Water turned into gold!

CHALLENGE: Emergency Response
COUNTRY: Mozambique
PARTNER: Women for Women International

Faced with severe climatic constraints, small farmers in Myanmar’s Dry Zone adopt tried-and-tested agricultural techniques to fight erosion, and improve water and soil conservation. One of these farmers, U Win Bo, tells us his story.


U Win Bo lives in Nyaung Pin Thar, a village in the Sagaing region, Myanmar. He is a farmer, but his hard work on two hectares of degraded land was not enough to properly support a family of eight. In 2012, he joined GRET’s programme Rain, land and livelihood in the Dry Zone of Myanmar and was trained in soil conservation and fertilisation techniques.

Thanks to his savings and micro-funds, he carefully applied the project recommendations, by digging trenches and erecting wind breakers and dykes. One year later, U Win Bo started noticing a vegetated area at the end of his field. Three years later, he realised that this same area remained damp during the dry season and he decided to dig a well there. Four metres down, he noticed that the water was rising almost to ground level, and realised that the changes he had made to his land enabled the regeneration of the groundwater table. Tests conducted with GRET’s experts showed that the quality of the water was good for crops.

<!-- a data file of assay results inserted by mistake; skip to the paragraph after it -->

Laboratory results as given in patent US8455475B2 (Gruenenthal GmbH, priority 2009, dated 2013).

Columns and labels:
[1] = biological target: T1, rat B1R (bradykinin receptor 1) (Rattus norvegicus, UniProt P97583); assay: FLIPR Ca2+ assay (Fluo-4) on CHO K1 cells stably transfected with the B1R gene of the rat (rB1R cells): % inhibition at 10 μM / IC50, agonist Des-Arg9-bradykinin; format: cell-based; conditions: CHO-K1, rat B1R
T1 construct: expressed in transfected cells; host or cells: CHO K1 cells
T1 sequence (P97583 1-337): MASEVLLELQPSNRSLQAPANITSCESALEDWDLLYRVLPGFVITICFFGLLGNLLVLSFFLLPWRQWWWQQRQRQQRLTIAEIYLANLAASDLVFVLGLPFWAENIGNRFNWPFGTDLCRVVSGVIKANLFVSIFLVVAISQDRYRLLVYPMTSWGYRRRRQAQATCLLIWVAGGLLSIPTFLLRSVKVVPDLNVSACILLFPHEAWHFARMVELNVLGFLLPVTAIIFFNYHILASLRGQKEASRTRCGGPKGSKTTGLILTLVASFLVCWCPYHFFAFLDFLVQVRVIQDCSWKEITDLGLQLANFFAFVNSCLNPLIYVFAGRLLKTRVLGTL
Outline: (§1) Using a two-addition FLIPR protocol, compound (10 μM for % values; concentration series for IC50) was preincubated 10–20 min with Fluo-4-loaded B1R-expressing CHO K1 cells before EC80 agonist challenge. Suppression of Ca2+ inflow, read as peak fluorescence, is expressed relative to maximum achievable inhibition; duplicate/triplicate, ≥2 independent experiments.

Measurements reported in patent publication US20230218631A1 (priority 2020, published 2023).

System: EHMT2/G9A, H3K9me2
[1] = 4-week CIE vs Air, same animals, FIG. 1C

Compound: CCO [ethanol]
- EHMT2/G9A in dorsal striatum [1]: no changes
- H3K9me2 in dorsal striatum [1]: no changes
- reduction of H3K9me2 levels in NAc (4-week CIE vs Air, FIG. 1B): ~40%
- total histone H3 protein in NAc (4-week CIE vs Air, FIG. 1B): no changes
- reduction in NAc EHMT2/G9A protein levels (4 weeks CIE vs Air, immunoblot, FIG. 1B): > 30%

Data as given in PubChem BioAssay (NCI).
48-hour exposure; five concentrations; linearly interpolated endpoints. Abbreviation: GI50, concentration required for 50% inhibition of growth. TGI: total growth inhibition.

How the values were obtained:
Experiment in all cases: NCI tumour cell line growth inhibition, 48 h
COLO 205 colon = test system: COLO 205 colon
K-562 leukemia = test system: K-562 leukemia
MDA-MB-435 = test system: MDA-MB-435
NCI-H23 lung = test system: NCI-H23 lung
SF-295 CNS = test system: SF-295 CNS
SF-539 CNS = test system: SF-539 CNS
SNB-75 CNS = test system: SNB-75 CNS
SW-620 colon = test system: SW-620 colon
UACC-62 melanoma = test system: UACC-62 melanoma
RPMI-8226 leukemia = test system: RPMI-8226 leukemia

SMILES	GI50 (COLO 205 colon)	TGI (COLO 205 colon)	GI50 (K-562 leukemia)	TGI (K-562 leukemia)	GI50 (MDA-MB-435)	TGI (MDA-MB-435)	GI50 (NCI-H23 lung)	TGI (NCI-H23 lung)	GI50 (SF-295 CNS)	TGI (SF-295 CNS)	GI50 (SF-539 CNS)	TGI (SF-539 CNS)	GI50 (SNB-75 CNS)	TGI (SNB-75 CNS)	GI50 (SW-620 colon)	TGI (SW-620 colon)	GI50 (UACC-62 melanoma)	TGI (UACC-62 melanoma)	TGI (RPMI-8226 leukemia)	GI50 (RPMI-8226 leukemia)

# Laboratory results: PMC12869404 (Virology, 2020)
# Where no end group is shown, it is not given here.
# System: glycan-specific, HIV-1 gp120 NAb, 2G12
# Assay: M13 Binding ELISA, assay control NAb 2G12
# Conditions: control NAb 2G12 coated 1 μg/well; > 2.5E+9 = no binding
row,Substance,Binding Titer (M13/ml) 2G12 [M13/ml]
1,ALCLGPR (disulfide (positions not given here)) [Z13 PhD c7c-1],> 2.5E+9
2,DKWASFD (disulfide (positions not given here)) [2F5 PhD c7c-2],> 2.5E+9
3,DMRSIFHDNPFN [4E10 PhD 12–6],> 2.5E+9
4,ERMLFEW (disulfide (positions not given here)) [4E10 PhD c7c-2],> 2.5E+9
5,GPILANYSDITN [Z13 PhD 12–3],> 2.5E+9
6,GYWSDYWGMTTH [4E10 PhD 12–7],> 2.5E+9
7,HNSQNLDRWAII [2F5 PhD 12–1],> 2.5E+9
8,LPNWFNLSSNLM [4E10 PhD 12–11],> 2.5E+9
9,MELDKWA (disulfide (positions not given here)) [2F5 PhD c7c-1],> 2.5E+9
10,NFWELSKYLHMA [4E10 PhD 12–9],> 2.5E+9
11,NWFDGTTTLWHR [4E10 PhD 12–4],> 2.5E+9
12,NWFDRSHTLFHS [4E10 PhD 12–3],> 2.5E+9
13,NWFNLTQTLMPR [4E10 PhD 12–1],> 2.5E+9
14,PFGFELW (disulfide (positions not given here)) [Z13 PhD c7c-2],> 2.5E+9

In 2016, U Win Bo and his family planted 1,200 tomato plants, irrigating them with the water from the well. Three months later, at the end of October, the family harvested 1,600 kilos of tomatoes, generating income of 300,000 MMK, i.e. approximately 200 euros. This sum was all the more important as cultivation generally stops in October, a financially difficult time for farmers in the region.

« For my family and I, the water in the well turned into gold!».

U Win Bo

And that’s not all. U Win Bo invested the profits made from selling the harvest in high-value crops, such as chilli. With support from GRET, he is now planning to maintain these soil conservation and fertilisation techniques.

Overall, 5,000 farmers are involved in the programme which  targets 75 villages in 6 townships in the Northern part of the Dry Zone, amounting to a population of 13,250.